Surge Of Carbon Pricing Proposals Coming In The New Year


Publish Date:
December 14, 2017
  • Temple, James
MIT Technology Review
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Early in the new year, Democrats in the Washington State Senate intend to leverage their newly won majority to push hard on a climate policy that no U.S. state has managed to pass so far: a carbon tax.

“We fully intend to introduce a carbon tax and an investment strategy,” said Senator Reuven Carlyle, who became chairman of the energy committee following the November election, in an interview with MIT Technology Review. He hasn’t specified an intended fee yet, but said he’d like to see the tax revenue dedicated to renewable energy sources, grid modernization, transportation electrification, and climate mitigation for low-income communities, among other areas.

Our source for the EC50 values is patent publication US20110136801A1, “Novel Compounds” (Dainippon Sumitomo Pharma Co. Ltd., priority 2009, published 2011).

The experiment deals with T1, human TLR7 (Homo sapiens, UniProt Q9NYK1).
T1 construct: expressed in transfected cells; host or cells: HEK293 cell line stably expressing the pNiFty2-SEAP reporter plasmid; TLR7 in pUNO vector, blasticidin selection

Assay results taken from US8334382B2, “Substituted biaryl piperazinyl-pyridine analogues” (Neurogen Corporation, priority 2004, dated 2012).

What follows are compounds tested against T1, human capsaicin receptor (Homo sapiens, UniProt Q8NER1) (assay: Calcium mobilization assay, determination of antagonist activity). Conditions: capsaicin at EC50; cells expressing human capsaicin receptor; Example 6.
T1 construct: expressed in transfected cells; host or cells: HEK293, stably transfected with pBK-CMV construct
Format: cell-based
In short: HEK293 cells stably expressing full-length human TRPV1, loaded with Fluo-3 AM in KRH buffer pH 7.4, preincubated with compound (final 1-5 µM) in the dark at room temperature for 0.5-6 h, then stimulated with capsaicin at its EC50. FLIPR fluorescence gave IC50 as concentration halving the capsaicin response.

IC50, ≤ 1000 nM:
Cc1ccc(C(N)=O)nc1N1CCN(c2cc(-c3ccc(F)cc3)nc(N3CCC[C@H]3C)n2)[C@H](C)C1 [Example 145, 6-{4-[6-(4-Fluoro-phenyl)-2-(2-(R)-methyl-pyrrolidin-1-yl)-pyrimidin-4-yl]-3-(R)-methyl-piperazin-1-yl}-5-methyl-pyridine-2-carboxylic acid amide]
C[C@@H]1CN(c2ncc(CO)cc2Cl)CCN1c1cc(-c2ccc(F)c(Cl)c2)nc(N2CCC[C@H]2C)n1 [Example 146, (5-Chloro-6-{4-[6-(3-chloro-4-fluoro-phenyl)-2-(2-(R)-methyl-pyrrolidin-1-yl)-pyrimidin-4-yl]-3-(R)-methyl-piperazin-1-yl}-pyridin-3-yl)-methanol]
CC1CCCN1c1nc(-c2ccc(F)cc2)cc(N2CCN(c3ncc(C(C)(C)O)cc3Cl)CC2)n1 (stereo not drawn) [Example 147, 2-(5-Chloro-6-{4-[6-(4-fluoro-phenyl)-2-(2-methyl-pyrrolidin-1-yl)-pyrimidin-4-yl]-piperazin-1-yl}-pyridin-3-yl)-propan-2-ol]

Some of these same states and legislators have proposed similar programs before, only to see them fail for lack of legislative or public support. But the White House’s regressive environmental policies, Democratic gains in the November election, and shifting public sentiments have improved “the prospects for actually passing some of these,” says Michael Wara, senior research scholar at the Stanford Woods Institute for the Environment.

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